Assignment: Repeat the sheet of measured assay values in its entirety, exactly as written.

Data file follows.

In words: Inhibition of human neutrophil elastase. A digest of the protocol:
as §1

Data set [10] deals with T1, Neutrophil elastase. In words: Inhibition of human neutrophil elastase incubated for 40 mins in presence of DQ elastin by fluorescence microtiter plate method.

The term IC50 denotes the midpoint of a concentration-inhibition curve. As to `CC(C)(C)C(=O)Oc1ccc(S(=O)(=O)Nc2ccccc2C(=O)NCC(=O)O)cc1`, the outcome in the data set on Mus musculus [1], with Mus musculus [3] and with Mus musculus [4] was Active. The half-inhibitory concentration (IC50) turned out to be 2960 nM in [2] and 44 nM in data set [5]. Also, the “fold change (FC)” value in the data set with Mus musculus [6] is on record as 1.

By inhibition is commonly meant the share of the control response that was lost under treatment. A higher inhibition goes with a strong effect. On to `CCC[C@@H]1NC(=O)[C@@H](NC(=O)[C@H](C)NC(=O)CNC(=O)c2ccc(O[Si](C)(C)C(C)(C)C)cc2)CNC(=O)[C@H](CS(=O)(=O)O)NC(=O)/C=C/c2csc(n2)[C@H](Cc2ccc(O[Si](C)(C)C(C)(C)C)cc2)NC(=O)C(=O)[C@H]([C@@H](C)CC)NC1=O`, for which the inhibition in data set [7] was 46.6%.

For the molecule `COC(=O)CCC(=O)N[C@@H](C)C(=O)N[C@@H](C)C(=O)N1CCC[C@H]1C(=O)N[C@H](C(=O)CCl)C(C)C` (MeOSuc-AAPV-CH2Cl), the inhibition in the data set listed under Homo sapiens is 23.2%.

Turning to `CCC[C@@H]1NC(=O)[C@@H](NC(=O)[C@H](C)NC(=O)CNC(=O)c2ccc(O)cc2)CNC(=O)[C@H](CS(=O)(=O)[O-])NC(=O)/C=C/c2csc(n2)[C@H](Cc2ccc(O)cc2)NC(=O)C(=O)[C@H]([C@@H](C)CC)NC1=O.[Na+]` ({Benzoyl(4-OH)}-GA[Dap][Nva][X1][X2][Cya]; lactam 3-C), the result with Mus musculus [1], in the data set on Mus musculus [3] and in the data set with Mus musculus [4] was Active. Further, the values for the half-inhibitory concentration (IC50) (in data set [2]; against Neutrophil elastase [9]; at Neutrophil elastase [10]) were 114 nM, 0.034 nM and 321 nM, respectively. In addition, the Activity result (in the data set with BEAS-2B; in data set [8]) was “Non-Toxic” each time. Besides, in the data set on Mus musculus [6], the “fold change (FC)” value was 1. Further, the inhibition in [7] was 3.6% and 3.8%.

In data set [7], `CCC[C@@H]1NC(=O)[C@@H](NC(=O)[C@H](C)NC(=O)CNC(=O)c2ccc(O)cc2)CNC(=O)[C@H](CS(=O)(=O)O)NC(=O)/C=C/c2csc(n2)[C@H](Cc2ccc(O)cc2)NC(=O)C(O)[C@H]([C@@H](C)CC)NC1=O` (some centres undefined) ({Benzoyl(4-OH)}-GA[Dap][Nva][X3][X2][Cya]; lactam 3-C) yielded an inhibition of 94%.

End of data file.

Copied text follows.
In words: Inhibition of human neutrophil elastase. A digest of the protocol:
as §1

Data set [10] deals with T1, Neutrophil elastase. In words: Inhibition of human neutrophil elastase incubated for 40 mins in presence of DQ elastin by fluorescence microtiter plate method.

The term IC50 denotes the midpoint of a concentration-inhibition curve. As to `CC(C)(C)C(=O)Oc1ccc(S(=O)(=O)Nc2ccccc2C(=O)NCC(=O)O)cc1`, the outcome in the data set on Mus musculus [1], with Mus musculus [3] and with Mus musculus [4] was Active. The half-inhibitory concentration (IC50) turned out to be 2960 nM in [2] and 44 nM in data set [5]. Also, the “fold change (FC)” value in the data set with Mus musculus [6] is on record as 1.

By inhibition is commonly meant the share of the control response that was lost under treatment. A higher inhibition goes with a strong effect. On to `CCC[C@@H]1NC(=O)[C@@H](NC(=O)[C@H](C)NC(=O)CNC(=O)c2ccc(O[Si](C)(C)C(C)(C)C)cc2)CNC(=O)[C@H](CS(=O)(=O)O)NC(=O)/C=C/c2csc(n2)[C@H](Cc2ccc(O[Si](C)(C)C(C)(C)C)cc2)NC(=O)C(=O)[C@H]([C@@H](C)CC)NC1=O`, for which the inhibition in data set [7] was 46.6%.

For the molecule `COC(=O)CCC(=O)N[C@@H](C)C(=O)N[C@@H](C)C(=O)N1CCC[C@H]1C(=O)N[C@H](C(=O)CCl)C(C)C` (MeOSuc-AAPV-CH2Cl), the inhibition in the data set listed under Homo sapiens is 23.2%.

Turning to `CCC[C@@H]1NC(=O)[C@@H](NC(=O)[C@H](C)NC(=O)CNC(=O)c2ccc(O)cc2)CNC(=O)[C@H](CS(=O)(=O)[O-])NC(=O)/C=C/c2csc(n2)[C@H](Cc2ccc(O)cc2)NC(=O)C(=O)[C@H]([C@@H](C)CC)NC1=O.[Na+]` ({Benzoyl(4-OH)}-GA[Dap][Nva][X1][X2][Cya]; lactam 3-C), the result with Mus musculus [1], in the data set on Mus musculus [3] and in the data set with Mus musculus [4] was Active. Further, the values for the half-inhibitory concentration (IC50) (in data set [2]; against Neutrophil elastase [9]; at Neutrophil elastase [10]) were 114 nM, 0.034 nM and 321 nM, respectively. In addition, the Activity result (in the data set with BEAS-2B; in data set [8]) was “Non-Toxic” each time. Besides, in the data set on Mus musculus [6], the “fold change (FC)” value was 1. Further, the inhibition in [7] was 3.6% and 3.8%.

In data set [7], `CCC[C@@H]1NC(=O)[C@@H](NC(=O)[C@H](C)NC(=O)CNC(=O)c2ccc(O)cc2)CNC(=O)[C@H](CS(=O)(=O)O)NC(=O)/C=C/c2csc(n2)[C@H](Cc2ccc(O)cc2)NC(=O)C(O)[C@H]([C@@H](C)CC)NC1=O` (some centres undefined) ({Benzoyl(4-OH)}-GA[Dap][Nva][X3][X2][Cya]; lactam 3-C) yielded an inhibition of 94%.